|14 COMMENT(S)

    WS- Water Barrel Trio copy
    *pictured above 55 gallon, 30 gallon, and 15 gallon tanks

    Water storage containers vary in their size, color, shape, versatility and quality. We have specifically chosen our 15, 30, 55, and 160 gallon water barrels based on several criteria. These criteria include the following:

    Size. It is recommended by preparedness experts to have at least 14 gallons of water stored per person. This provides one gallon of water a day for two weeks. Our 15 Gallon Water Barrel provides one person with this minimum amount. Our 30 Gallon Water Barrel provides this minimum amount for two; 55 Gallon Water Barrel the minimum for four people; and our 160 gallon tank stores the minimum amount for about eleven people.

    Color. Most people would think that blue would indicate water and it generally does. You may want to mark your barrel indicating “Water” so in case of a fire or similar natural disaster, emergency personnel know that water is being stored in it and not a flammable material. Gasoline and other fuel should only be stored in red containers. The blue barrel’s dark color also restricts light and helps prevent algae growth.

    Quality. Our water barrels are high quality, offering ultimate reliability and integrity. These barrels are manufactured with prime resin and FDA-approved, high-molecular-weight, high-density polyethylene. They are BPA free and the 160 gallon Water Reserve is UV coated to prevent light penetration.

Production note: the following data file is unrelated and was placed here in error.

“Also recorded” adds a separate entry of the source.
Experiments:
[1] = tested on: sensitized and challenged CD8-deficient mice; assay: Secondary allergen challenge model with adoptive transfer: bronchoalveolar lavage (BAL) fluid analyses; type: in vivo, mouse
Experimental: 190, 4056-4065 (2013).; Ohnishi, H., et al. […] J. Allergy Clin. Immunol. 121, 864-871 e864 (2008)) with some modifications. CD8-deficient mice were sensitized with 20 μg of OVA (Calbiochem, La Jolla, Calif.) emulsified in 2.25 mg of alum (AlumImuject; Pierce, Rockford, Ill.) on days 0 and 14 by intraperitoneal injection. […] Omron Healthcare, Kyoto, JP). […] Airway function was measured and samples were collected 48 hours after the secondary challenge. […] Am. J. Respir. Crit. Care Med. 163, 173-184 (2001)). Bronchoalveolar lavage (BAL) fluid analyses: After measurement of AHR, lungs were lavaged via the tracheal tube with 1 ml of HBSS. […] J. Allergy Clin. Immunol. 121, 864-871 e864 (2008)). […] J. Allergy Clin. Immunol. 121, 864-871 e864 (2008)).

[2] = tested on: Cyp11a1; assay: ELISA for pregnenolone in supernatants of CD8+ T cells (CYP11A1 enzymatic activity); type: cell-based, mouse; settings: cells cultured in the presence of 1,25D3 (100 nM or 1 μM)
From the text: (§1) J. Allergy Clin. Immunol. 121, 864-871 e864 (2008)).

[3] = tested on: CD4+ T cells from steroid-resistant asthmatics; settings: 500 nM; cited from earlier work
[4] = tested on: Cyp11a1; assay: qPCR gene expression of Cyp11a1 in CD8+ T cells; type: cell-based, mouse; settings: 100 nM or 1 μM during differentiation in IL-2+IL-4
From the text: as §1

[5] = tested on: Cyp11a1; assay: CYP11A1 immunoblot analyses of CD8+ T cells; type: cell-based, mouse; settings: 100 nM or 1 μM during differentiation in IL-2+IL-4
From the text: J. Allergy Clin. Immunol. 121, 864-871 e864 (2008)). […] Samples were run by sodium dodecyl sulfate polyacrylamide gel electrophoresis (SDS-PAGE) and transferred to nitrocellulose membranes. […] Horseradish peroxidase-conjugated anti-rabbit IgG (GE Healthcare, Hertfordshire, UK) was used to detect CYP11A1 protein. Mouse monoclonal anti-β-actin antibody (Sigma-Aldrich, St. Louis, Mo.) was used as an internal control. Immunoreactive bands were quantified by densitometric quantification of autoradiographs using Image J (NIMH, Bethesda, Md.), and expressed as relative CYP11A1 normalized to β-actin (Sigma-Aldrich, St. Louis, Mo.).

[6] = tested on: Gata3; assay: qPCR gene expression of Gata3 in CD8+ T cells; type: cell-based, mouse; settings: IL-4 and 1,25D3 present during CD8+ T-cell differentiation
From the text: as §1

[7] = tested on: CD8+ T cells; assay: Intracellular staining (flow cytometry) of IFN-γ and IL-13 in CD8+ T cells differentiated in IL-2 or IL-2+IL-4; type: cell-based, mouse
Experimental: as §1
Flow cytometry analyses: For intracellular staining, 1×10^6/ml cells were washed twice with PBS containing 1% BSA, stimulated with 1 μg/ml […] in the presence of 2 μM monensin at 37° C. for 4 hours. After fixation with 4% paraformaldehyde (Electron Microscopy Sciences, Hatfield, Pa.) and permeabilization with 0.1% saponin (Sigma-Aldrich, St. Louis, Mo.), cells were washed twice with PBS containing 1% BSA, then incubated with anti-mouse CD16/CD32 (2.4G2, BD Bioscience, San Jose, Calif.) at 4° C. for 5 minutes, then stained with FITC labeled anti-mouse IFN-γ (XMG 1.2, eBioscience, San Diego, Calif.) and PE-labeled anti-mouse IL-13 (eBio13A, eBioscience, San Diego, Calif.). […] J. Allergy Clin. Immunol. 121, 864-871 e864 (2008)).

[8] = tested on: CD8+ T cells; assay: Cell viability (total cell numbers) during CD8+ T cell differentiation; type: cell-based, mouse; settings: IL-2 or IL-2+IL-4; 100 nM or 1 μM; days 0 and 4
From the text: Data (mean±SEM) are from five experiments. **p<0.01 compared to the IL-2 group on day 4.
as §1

Single Blue Angled_ccs

    *160 gallon tank

    As a reminder, it is recommended not to store your filled water barrel directly on cement. It is wise to use an insulating barrier, such as wood, between the barrel and cement to prevent accidental absorption of concrete fumes or trapped stagnant odors. It is recommended to rotate the water annually (using a drinking water safe hose).

    Purchasing a quality water barrel is a wise investment. When choosing water storage containers remember that not all barrels are built the same.

    Posted In: Insight, Water Storage

  • Special Offer!! Yeti 1250 Solar Generator Kit


    From June 9th through July 7th, when you purchase a Goal Zero Yeti 1250 Kit you will receive an extra Boulder 30 Solar Panel (a $240 value) for free!! This extra solar panel means that you can charge your Yeti from the sun even faster, allowing you to power your devices in less time and with less waiting. You can also power devices for your daily use while cutting down on your electricity bill.

    This special offer includes all of the benefits from the regular Yeti 1250 solar generator kit. Each generator kit includes: